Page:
Hey guys, Wes Logan here with Bass Resource. Want to talk to you a little bit about summertime swim jig fishing, what I look for, how I work the bait, my set-up, the whole nine yards. Gonna give you guys the goods on all that. So, what's different about when you transition from spring to summertime is gonna be where the fish are setting up and how their feeding patterns are gonna change and all that good stuff. You know, in the springtime the fish are up there, they're thinking about spawning, they're worried about making beds and all that.
And a lot of times the fish that you catch are actually, they could be guarding a bed, they could be guarding fry, they could be just pulling up and getting one or two last meals before they actually get on the bed, locked on. So, you're more of a reaction deal with that, I think, to where when you get into the summertime when he comes up and commits to your bait, it's more of an instinct to eat.
So, I feel like your colors and the actions of your trailers have to be more on cue than normally. So, with that, you know, going into what I look for in the summertime, the fish could still be shallow. Not a lot are you gonna catch fish on a swim jig in 15-foot of water. Not saying it can't happen, but the way that I fish a swim jig is 90% of the time gonna be shallow.
So, I'm still looking for grass, I'm still looking for, you know, bushes, boat docks, something like that. But it's gonna be more...I'm gonna be looking for shade in the summertime, you know, an early morning, you know, two or three-hour window. You're gonna have that going on. Run the shade as long as you can. Whatever may be in the shade, it could be a mixture of grass and rock or whatever that may be.
And I will reiterate on...I just thought about this, in an early summertime situation, there's gonna be a shad spawn going on. So, a lot of time shad like to spawn on anything hard on the edges of something. So it could be on the edges of a floating dock, the edge of some rip-rap, a seawall, you know, the edge of some matted up grass, that's a really good place to check first thing in the morning or late in the evening. That's when those shad are really gonna be the most active, and if you can ever get a day where it's overcast or rainy into the day in that early summertime, you know, it makes for the best conditions to be doing this technique. You could really get some great bites, and can potentially have one of the best days you ever had if you get in the right area.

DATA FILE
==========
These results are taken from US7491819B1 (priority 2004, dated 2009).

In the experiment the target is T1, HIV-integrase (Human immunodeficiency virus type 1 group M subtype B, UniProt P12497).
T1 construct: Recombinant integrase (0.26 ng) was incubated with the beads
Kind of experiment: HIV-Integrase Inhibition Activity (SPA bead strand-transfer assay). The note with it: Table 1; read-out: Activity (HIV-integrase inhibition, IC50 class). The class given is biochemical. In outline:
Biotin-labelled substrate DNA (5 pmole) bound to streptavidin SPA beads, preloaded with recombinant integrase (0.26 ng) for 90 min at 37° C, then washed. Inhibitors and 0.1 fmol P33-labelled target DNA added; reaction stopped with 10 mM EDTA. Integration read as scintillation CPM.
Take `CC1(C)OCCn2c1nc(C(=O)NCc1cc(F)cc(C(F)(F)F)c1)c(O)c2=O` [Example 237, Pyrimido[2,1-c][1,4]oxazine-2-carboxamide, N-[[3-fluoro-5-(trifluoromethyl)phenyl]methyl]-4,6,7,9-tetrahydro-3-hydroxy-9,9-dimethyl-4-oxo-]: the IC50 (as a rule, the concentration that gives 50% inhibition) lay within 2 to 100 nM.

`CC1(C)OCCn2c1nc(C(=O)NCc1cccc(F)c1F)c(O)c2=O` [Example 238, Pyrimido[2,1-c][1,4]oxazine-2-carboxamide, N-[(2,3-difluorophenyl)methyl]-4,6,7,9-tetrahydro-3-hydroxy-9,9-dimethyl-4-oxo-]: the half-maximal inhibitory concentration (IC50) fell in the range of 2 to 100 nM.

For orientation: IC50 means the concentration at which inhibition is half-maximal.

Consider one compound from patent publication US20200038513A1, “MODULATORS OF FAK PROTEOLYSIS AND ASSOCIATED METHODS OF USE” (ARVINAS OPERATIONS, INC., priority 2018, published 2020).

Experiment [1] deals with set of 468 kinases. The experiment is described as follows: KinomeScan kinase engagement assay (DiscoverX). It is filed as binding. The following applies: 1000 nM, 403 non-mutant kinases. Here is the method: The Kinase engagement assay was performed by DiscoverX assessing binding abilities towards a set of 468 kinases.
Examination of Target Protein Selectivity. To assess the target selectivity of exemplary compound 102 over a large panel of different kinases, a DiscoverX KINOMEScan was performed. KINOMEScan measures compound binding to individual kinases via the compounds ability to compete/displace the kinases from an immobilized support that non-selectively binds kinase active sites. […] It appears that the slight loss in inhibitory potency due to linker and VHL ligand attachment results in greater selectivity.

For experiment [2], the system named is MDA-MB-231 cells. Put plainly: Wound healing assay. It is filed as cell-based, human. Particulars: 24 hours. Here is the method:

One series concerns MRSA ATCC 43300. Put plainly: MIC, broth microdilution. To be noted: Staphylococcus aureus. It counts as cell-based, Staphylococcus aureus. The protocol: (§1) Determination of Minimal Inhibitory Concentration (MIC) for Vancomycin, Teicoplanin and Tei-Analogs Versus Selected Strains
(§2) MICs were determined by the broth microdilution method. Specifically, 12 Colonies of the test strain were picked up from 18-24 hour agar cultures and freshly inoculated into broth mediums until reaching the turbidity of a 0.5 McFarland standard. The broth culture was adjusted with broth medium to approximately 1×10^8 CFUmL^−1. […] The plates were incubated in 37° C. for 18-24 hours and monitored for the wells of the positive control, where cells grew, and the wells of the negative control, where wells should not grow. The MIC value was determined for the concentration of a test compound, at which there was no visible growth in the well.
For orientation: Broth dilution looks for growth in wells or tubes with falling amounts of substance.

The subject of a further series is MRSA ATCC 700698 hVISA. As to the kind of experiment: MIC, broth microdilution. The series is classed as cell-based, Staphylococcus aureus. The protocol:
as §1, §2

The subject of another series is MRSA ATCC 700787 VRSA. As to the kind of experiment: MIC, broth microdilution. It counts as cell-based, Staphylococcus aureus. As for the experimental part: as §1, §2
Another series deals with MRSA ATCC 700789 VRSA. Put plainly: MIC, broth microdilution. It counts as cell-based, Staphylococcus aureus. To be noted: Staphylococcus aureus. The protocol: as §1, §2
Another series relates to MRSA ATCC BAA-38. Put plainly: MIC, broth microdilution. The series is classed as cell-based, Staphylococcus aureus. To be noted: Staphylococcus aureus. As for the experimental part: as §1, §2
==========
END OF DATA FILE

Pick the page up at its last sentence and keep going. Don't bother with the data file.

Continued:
But that's kinda what I'm looking for on that summertime deal, the earlier summer. Later in the summer, it's gonna get tougher to catch fish, but with this technique, around these same areas, the grass clumps, the trees, the bushes, whatever may be predominant on your lake, you're gonna see where you may only get two or three bites in a three-hour window, but they could all be four-pounders, or, you know, some of the bigger fish in the lake. So, that's one of the main reasons that I like to do this in the summertime. It's not an all-day thing, unfortunately, like it is in the spring, but, you know, that's the card you're dealt with in the summertime.
Gonna roll into a little bit of how I work these jigs, and I use two when I go...two different trailers and two different sizes when I get into the summertime. Like, the one I have here, it's rig, it's a Dirty Jigs, it's a 3/8 ounce. This is actually the regular swim jig, this isn't the No-Jack because I"m gonna be throwing this on fluorocarbon, which I hardly ever do, but there is certain times where it is needed. It's got a regular hook, a little bit lighter wire. I'm gonna use a lighter rod.